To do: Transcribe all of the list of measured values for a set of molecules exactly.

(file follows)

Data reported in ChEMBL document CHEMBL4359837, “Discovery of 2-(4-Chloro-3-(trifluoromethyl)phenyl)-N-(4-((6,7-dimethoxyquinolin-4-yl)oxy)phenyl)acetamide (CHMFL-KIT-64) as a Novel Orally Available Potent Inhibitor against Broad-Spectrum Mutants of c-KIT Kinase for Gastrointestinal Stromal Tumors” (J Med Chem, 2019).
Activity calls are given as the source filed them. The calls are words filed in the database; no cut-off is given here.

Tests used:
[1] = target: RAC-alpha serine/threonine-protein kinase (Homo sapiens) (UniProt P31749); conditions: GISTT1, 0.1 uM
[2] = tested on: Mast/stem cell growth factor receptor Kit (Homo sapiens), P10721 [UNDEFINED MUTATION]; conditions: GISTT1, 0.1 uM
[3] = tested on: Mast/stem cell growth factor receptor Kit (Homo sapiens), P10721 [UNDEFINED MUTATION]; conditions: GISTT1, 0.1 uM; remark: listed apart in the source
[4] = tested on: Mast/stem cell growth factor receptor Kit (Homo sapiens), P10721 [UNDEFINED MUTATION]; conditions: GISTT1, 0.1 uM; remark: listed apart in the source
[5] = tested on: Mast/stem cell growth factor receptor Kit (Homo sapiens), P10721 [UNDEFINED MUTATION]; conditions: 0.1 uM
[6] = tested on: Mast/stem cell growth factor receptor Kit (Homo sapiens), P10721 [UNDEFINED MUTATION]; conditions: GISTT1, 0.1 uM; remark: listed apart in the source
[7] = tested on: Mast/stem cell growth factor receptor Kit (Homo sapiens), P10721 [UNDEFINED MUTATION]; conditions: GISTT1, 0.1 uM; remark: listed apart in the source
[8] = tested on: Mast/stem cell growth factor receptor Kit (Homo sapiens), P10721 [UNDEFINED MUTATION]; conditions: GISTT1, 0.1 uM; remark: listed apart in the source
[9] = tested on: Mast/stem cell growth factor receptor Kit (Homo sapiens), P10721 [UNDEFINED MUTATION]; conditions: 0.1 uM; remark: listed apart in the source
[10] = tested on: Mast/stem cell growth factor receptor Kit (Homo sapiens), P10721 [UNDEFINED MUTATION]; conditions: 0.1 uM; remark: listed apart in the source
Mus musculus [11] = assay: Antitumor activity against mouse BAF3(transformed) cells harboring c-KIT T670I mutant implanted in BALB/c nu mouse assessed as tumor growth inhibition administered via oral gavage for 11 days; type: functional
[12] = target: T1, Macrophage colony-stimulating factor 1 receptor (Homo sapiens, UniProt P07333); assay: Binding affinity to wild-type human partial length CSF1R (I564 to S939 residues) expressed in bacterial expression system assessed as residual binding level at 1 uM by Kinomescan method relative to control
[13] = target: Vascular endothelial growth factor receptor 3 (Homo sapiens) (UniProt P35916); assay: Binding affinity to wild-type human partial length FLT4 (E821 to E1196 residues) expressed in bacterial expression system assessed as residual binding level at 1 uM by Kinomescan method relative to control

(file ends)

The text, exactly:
Data reported in ChEMBL document CHEMBL4359837, “Discovery of 2-(4-Chloro-3-(trifluoromethyl)phenyl)-N-(4-((6,7-dimethoxyquinolin-4-yl)oxy)phenyl)acetamide (CHMFL-KIT-64) as a Novel Orally Available Potent Inhibitor against Broad-Spectrum Mutants of c-KIT Kinase for Gastrointestinal Stromal Tumors” (J Med Chem, 2019).
Activity calls are given as the source filed them. The calls are words filed in the database; no cut-off is given here.

Tests used:
[1] = target: RAC-alpha serine/threonine-protein kinase (Homo sapiens) (UniProt P31749); conditions: GISTT1, 0.1 uM
[2] = tested on: Mast/stem cell growth factor receptor Kit (Homo sapiens), P10721 [UNDEFINED MUTATION]; conditions: GISTT1, 0.1 uM
[3] = tested on: Mast/stem cell growth factor receptor Kit (Homo sapiens), P10721 [UNDEFINED MUTATION]; conditions: GISTT1, 0.1 uM; remark: listed apart in the source
[4] = tested on: Mast/stem cell growth factor receptor Kit (Homo sapiens), P10721 [UNDEFINED MUTATION]; conditions: GISTT1, 0.1 uM; remark: listed apart in the source
[5] = tested on: Mast/stem cell growth factor receptor Kit (Homo sapiens), P10721 [UNDEFINED MUTATION]; conditions: 0.1 uM
[6] = tested on: Mast/stem cell growth factor receptor Kit (Homo sapiens), P10721 [UNDEFINED MUTATION]; conditions: GISTT1, 0.1 uM; remark: listed apart in the source
[7] = tested on: Mast/stem cell growth factor receptor Kit (Homo sapiens), P10721 [UNDEFINED MUTATION]; conditions: GISTT1, 0.1 uM; remark: listed apart in the source
[8] = tested on: Mast/stem cell growth factor receptor Kit (Homo sapiens), P10721 [UNDEFINED MUTATION]; conditions: GISTT1, 0.1 uM; remark: listed apart in the source
[9] = tested on: Mast/stem cell growth factor receptor Kit (Homo sapiens), P10721 [UNDEFINED MUTATION]; conditions: 0.1 uM; remark: listed apart in the source
[10] = tested on: Mast/stem cell growth factor receptor Kit (Homo sapiens), P10721 [UNDEFINED MUTATION]; conditions: 0.1 uM; remark: listed apart in the source
Mus musculus [11] = assay: Antitumor activity against mouse BAF3(transformed) cells harboring c-KIT T670I mutant implanted in BALB/c nu mouse assessed as tumor growth inhibition administered via oral gavage for 11 days; type: functional
[12] = target: T1, Macrophage colony-stimulating factor 1 receptor (Homo sapiens, UniProt P07333); assay: Binding affinity to wild-type human partial length CSF1R (I564 to S939 residues) expressed in bacterial expression system assessed as residual binding level at 1 uM by Kinomescan method relative to control
[13] = target: Vascular endothelial growth factor receptor 3 (Homo sapiens) (UniProt P35916); assay: Binding affinity to wild-type human partial length FLT4 (E821 to E1196 residues) expressed in bacterial expression system assessed as residual binding level at 1 uM by Kinomescan method relative to control